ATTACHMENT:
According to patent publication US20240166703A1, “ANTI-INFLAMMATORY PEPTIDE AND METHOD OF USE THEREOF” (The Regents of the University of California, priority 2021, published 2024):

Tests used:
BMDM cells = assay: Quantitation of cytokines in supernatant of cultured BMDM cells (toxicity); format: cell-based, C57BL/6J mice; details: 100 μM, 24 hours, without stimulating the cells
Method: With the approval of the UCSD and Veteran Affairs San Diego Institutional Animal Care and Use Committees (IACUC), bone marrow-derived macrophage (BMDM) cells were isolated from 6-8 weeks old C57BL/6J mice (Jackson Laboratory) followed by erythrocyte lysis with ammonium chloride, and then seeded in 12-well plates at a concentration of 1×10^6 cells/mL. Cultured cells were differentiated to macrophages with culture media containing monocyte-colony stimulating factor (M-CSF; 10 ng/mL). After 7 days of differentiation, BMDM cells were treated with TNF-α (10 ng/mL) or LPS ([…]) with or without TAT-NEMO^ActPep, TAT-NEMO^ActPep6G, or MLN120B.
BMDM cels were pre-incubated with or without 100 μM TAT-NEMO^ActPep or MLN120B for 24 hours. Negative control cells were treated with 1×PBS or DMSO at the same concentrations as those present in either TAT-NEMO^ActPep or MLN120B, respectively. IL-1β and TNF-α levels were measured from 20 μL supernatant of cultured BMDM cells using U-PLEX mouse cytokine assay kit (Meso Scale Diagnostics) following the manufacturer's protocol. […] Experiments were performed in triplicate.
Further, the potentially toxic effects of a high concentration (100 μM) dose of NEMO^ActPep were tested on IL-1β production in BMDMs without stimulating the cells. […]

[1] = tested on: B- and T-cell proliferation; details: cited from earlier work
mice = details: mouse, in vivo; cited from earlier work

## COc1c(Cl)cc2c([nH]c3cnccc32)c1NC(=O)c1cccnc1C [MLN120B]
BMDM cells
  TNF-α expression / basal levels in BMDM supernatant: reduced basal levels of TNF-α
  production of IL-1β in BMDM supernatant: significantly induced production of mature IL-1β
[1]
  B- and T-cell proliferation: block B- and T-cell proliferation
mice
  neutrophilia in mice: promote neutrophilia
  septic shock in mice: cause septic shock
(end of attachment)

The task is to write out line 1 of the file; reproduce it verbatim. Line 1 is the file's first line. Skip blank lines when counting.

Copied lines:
According to patent publication US20240166703A1, “ANTI-INFLAMMATORY PEPTIDE AND METHOD OF USE THEREOF” (The Regents of the University of California, priority 2021, published 2024):